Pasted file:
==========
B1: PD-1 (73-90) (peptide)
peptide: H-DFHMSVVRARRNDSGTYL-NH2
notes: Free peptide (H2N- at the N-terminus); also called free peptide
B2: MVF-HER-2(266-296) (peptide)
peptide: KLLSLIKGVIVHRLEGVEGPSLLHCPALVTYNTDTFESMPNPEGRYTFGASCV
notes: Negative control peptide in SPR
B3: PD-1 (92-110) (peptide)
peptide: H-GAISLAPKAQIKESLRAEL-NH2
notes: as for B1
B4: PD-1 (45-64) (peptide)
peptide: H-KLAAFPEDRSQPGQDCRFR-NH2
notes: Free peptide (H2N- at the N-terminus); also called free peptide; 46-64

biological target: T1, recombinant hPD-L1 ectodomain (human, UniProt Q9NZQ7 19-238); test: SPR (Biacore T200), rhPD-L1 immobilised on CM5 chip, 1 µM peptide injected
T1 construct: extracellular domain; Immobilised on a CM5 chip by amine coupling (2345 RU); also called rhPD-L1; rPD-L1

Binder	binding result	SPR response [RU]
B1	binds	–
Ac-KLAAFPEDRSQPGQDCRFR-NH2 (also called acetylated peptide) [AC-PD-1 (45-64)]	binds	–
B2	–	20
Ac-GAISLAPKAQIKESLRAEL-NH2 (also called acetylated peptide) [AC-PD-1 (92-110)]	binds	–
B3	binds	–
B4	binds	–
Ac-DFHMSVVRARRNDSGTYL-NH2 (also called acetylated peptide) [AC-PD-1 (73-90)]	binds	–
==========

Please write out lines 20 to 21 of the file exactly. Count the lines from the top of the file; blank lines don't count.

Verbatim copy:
B3	binds	–
B4	binds	–